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Norman Brown: West Coast Coolin' (2004)

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Norman Brown: West Coast Coolin' No stars How we rate: our writers tend to review music they like within their preferred genres.

Norman Brown knows how to chill. And he has a way of making you chill right along with him.

The guitarist/vocalist is a master of the laid-back groove, successfully bringing together elements of smooth jazz and contemporary R&B. On West Coast Coolin' , Brown consolidates his reputation as a premier recording and performing artist with a collection of ten tracks—written and co-written by the leader—that push the idea of "chillin'" to new heights.

While Brown's scatting has drawn comparisons to another cool guitarist, George Benson, he actually sings on this album. "My fans kept asking me to do more singing," he explains. "At the same time, I wanted to go further into the great soul and R&B sounds that have been such a tremendous influence on me. I tried to bring those two goals together on this new album."

On that promise, he delivers. In fact, Brown offers a pleasant opener, the lighthearted "I Might," a slick groove that gets heads to bopping and fingers popping from the first note. On the instrumental "Up 'n' At 'Em," Brown delivers some guitar riffs and scatting that's immediately mindful of Benson. He's complemented by mellow horn arrangements by Jerry Hey, who also plays flugelhorn on this track. More of the same follows on the title song, minus the scat.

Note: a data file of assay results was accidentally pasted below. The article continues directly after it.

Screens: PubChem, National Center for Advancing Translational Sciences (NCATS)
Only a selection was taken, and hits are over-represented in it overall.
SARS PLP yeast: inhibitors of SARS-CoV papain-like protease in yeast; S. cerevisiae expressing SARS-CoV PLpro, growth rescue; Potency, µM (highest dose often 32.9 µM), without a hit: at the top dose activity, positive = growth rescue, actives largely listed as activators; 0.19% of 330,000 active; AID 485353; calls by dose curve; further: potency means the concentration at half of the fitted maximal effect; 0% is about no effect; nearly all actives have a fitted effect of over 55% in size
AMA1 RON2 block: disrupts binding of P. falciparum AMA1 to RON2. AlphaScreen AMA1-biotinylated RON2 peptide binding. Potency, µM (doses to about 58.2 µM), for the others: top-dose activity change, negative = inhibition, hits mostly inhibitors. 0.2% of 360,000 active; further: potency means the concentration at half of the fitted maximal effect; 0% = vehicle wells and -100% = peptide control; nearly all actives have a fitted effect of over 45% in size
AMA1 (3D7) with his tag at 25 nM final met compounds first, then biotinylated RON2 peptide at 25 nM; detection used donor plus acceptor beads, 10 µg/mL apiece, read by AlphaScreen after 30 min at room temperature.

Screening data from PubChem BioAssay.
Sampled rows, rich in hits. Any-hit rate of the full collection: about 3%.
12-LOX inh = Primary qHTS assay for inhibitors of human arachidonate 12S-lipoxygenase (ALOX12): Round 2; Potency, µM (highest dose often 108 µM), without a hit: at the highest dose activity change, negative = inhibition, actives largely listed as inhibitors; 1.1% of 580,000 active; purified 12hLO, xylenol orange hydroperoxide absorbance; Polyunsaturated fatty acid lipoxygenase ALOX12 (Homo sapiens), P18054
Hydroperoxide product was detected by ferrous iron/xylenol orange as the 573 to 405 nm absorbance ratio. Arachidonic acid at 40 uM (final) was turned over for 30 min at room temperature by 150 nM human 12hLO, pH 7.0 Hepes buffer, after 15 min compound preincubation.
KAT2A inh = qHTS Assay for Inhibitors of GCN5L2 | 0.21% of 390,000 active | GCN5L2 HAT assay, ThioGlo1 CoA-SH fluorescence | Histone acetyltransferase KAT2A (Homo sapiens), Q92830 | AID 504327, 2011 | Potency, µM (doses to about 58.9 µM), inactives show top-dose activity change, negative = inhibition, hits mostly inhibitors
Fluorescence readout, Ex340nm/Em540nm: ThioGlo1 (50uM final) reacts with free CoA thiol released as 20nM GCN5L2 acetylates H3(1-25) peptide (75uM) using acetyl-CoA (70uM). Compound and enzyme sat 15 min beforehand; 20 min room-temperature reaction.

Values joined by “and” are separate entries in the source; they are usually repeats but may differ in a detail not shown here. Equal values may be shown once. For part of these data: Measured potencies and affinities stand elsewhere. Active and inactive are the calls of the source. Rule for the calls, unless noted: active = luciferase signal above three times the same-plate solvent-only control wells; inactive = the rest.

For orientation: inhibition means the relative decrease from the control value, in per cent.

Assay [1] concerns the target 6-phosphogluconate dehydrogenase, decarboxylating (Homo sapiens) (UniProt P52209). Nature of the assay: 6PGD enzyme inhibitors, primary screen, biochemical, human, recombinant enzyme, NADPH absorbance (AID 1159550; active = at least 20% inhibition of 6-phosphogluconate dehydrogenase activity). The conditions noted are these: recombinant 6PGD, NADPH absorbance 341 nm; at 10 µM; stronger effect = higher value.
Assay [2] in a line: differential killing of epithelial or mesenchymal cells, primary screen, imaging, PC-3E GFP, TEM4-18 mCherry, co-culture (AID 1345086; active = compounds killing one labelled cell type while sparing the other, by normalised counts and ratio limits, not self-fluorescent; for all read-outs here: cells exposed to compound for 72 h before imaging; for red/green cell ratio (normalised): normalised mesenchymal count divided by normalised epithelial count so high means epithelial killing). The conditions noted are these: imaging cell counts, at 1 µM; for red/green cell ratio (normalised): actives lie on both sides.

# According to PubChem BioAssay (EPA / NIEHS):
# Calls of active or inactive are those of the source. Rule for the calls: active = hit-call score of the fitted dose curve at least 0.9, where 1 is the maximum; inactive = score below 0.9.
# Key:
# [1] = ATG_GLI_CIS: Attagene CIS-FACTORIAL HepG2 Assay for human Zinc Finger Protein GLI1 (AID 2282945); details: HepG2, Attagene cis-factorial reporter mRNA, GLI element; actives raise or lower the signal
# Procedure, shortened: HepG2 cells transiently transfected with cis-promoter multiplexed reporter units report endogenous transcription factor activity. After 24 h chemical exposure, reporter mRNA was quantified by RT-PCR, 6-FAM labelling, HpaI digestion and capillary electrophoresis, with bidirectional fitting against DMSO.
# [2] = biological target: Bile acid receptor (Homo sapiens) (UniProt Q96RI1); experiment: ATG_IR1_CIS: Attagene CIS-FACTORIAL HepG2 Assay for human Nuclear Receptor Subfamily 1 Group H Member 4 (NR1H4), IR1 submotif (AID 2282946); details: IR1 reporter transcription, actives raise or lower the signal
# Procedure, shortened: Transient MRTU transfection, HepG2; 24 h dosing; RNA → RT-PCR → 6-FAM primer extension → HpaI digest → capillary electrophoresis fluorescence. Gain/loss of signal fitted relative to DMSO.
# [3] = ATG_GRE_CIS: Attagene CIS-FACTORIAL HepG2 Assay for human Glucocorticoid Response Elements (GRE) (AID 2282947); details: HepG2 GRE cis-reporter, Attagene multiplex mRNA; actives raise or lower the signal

If there's one low point on this album, it's the extensive use of programming. All but the last two tracks have some programming. First, with such superb musicianship available, there's no place for it in jazz—not even smooth jazz. Second, if it's to be done, it should be done in such a way that the listener's mind is less on the programming and more on the song. While Brown delivers fine vocals and guitar play on "Come Over," the monotonous programmed drum track ruins the song.

Brown's cover of Marvin Gaye's classic "What's Going On" also suffers this problem, but not quite as severely. Brown's solos in the middle and on the fade, supplemented by haunting vocals, help to strengthen this cut.

Fortunately, the rest of the album doesn't suffer. "Let's Play," another jaunt into West Coast Cool, is as laid back a tune as you're likely to find. One that's clearly intended for the romantic. In recent years, Brown has gotten a lot of mileage out of collaborations with his former B.W.B. bandmates, Rick Braun and Kirk Whalum, each musician contributing to the others' studio projects in 2003. On West Coast Coolin', Brown goes in another direction, demonstrating once again why he's one of contemporary music's more popular performers.


Track Listing: I Might, Up 'n' At 'Em. West Coast Coolin', Missin' You, Come Over, What's Going On, Let's Play, Right Now, Angel, Remember the Time

Personnel: Norman Brown, lead guitar, vocals; Chalmers "Spanky" Alford, rhythm guitar; James Poyser, keys; Pino Palladino, bass; Vikter Duplaix, programming; Jerry Hey, flugelhorn, horn arrangements; Wirlie Morris, keyboards, programming; Dan Higgins, saxophone, flute; Reggie Young, trombone; Alex Al, bass; Lil' John Roberts, drums; Luis Conte, percussion; Chris Bolden, programming; Arno Lucas, percussion; Brian Culbertson, keyboards, programming; Stephen Lu, keyboards, programming; Lynn Fiddmont-Linsey, vocals; Thaddeus Tribbett, bass; Herman Jackson, keyboards; Michael Bland, drums; Kevin Richard, percussion

Record Label: Warner Bros.

Style: Contemporary/Smooth


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